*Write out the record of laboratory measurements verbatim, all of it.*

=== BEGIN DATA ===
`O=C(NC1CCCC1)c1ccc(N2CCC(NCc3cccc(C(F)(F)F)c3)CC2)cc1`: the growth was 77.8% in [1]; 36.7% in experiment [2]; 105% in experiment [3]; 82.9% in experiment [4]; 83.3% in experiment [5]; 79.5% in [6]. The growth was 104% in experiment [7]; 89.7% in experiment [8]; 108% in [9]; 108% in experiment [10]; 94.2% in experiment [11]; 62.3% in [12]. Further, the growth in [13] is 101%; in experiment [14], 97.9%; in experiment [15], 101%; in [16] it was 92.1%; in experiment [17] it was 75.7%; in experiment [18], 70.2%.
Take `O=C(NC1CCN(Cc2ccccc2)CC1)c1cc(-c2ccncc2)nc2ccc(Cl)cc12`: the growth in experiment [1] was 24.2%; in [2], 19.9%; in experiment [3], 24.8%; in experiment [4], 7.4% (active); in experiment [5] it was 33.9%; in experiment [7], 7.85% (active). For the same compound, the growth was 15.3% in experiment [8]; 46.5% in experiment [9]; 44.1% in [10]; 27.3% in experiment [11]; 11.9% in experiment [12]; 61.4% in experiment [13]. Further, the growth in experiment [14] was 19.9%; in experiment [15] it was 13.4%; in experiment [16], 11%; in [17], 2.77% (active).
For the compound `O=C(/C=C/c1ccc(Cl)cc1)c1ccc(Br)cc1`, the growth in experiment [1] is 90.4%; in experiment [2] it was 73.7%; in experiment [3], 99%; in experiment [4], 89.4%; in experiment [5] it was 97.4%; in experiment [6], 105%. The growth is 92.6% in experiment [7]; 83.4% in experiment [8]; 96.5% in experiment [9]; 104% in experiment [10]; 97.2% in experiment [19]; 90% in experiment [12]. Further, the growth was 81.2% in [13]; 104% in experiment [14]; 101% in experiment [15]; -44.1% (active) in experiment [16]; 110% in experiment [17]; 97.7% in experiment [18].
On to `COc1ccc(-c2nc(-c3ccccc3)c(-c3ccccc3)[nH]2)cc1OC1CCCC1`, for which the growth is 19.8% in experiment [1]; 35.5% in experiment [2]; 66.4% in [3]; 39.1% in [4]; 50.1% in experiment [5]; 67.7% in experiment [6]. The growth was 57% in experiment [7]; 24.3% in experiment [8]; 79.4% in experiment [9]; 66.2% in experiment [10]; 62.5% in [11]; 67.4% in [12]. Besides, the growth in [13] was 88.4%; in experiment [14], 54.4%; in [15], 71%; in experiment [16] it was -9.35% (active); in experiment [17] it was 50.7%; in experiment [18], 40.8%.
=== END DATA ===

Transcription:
`O=C(NC1CCCC1)c1ccc(N2CCC(NCc3cccc(C(F)(F)F)c3)CC2)cc1`: the growth was 77.8% in [1]; 36.7% in experiment [2]; 105% in experiment [3]; 82.9% in experiment [4]; 83.3% in experiment [5]; 79.5% in [6]. The growth was 104% in experiment [7]; 89.7% in experiment [8]; 108% in [9]; 108% in experiment [10]; 94.2% in experiment [11]; 62.3% in [12]. Further, the growth in [13] is 101%; in experiment [14], 97.9%; in experiment [15], 101%; in [16] it was 92.1%; in experiment [17] it was 75.7%; in experiment [18], 70.2%.
Take `O=C(NC1CCN(Cc2ccccc2)CC1)c1cc(-c2ccncc2)nc2ccc(Cl)cc12`: the growth in experiment [1] was 24.2%; in [2], 19.9%; in experiment [3], 24.8%; in experiment [4], 7.4% (active); in experiment [5] it was 33.9%; in experiment [7], 7.85% (active). For the same compound, the growth was 15.3% in experiment [8]; 46.5% in experiment [9]; 44.1% in [10]; 27.3% in experiment [11]; 11.9% in experiment [12]; 61.4% in experiment [13]. Further, the growth in experiment [14] was 19.9%; in experiment [15] it was 13.4%; in experiment [16], 11%; in [17], 2.77% (active).
For the compound `O=C(/C=C/c1ccc(Cl)cc1)c1ccc(Br)cc1`, the growth in experiment [1] is 90.4%; in experiment [2] it was 73.7%; in experiment [3], 99%; in experiment [4], 89.4%; in experiment [5] it was 97.4%; in experiment [6], 105%. The growth is 92.6% in experiment [7]; 83.4% in experiment [8]; 96.5% in experiment [9]; 104% in experiment [10]; 97.2% in experiment [19]; 90% in experiment [12]. Further, the growth was 81.2% in [13]; 104% in experiment [14]; 101% in experiment [15]; -44.1% (active) in experiment [16]; 110% in experiment [17]; 97.7% in experiment [18].
On to `COc1ccc(-c2nc(-c3ccccc3)c(-c3ccccc3)[nH]2)cc1OC1CCCC1`, for which the growth is 19.8% in experiment [1]; 35.5% in experiment [2]; 66.4% in [3]; 39.1% in [4]; 50.1% in experiment [5]; 67.7% in experiment [6]. The growth was 57% in experiment [7]; 24.3% in experiment [8]; 79.4% in experiment [9]; 66.2% in experiment [10]; 62.5% in [11]; 67.4% in [12]. Besides, the growth in [13] was 88.4%; in experiment [14], 54.4%; in [15], 71%; in experiment [16] it was -9.35% (active); in experiment [17] it was 50.7%; in experiment [18], 40.8%.